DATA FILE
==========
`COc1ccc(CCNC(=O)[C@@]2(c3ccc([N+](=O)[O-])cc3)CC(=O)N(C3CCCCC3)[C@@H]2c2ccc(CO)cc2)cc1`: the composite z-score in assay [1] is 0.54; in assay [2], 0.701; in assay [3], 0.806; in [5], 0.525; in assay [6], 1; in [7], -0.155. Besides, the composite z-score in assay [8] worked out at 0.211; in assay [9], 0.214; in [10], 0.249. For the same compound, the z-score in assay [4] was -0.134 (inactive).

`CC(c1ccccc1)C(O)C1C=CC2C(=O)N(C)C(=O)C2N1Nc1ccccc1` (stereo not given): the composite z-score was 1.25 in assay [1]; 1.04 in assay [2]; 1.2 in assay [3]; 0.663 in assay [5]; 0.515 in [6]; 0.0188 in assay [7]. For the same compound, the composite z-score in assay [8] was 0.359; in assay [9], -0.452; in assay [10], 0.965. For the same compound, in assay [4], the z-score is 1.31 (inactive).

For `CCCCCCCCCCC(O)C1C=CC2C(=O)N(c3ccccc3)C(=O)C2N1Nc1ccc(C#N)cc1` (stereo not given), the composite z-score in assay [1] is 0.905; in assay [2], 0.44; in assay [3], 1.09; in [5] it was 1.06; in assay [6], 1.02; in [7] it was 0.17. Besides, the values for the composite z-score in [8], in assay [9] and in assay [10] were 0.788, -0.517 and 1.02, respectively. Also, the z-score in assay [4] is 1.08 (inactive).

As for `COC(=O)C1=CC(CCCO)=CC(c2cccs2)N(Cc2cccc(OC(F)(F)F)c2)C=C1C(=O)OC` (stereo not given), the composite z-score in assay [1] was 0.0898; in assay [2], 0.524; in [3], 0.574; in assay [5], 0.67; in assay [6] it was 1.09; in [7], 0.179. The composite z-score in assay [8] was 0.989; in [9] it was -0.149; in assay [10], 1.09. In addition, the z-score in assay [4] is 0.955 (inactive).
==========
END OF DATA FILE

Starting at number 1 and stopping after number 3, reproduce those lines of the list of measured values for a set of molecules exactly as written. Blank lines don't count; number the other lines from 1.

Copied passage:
`COc1ccc(CCNC(=O)[C@@]2(c3ccc([N+](=O)[O-])cc3)CC(=O)N(C3CCCCC3)[C@@H]2c2ccc(CO)cc2)cc1`: the composite z-score in assay [1] is 0.54; in assay [2], 0.701; in assay [3], 0.806; in [5], 0.525; in assay [6], 1; in [7], -0.155. Besides, the composite z-score in assay [8] worked out at 0.211; in assay [9], 0.214; in [10], 0.249. For the same compound, the z-score in assay [4] was -0.134 (inactive).

`CC(c1ccccc1)C(O)C1C=CC2C(=O)N(C)C(=O)C2N1Nc1ccccc1` (stereo not given): the composite z-score was 1.25 in assay [1]; 1.04 in assay [2]; 1.2 in assay [3]; 0.663 in assay [5]; 0.515 in [6]; 0.0188 in assay [7]. For the same compound, the composite z-score in assay [8] was 0.359; in assay [9], -0.452; in assay [10], 0.965. For the same compound, in assay [4], the z-score is 1.31 (inactive).

For `CCCCCCCCCCC(O)C1C=CC2C(=O)N(c3ccccc3)C(=O)C2N1Nc1ccc(C#N)cc1` (stereo not given), the composite z-score in assay [1] is 0.905; in assay [2], 0.44; in assay [3], 1.09; in [5] it was 1.06; in assay [6], 1.02; in [7] it was 0.17. Besides, the values for the composite z-score in [8], in assay [9] and in assay [10] were 0.788, -0.517 and 1.02, respectively. Also, the z-score in assay [4] is 1.08 (inactive).